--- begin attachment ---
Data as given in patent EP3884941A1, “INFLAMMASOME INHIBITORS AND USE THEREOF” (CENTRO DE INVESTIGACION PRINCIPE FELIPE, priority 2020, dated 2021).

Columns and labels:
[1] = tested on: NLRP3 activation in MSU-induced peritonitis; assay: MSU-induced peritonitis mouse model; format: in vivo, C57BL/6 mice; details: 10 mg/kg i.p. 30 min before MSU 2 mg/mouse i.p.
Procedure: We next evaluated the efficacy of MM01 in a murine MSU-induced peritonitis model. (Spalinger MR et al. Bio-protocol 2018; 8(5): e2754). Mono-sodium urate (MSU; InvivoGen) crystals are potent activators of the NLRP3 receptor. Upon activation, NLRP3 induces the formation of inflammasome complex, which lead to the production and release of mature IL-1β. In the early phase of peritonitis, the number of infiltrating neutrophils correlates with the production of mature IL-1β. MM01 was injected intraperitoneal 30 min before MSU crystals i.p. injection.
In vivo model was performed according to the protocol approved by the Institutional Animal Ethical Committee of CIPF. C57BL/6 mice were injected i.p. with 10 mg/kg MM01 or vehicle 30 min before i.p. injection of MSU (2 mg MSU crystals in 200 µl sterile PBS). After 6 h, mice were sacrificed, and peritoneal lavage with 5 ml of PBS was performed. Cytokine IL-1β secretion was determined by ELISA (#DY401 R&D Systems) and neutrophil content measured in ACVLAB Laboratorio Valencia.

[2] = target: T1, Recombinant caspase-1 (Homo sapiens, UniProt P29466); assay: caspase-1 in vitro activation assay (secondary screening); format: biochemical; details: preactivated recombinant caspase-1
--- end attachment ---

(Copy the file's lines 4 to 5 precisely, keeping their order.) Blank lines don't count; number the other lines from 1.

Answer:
Procedure: We next evaluated the efficacy of MM01 in a murine MSU-induced peritonitis model. (Spalinger MR et al. Bio-protocol 2018; 8(5): e2754). Mono-sodium urate (MSU; InvivoGen) crystals are potent activators of the NLRP3 receptor. Upon activation, NLRP3 induces the formation of inflammasome complex, which lead to the production and release of mature IL-1β. In the early phase of peritonitis, the number of infiltrating neutrophils correlates with the production of mature IL-1β. MM01 was injected intraperitoneal 30 min before MSU crystals i.p. injection.
In vivo model was performed according to the protocol approved by the Institutional Animal Ethical Committee of CIPF. C57BL/6 mice were injected i.p. with 10 mg/kg MM01 or vehicle 30 min before i.p. injection of MSU (2 mg MSU crystals in 200 µl sterile PBS). After 6 h, mice were sacrificed, and peritoneal lavage with 5 ml of PBS was performed. Cytokine IL-1β secretion was determined by ELISA (#DY401 R&D Systems) and neutrophil content measured in ACVLAB Laboratorio Valencia.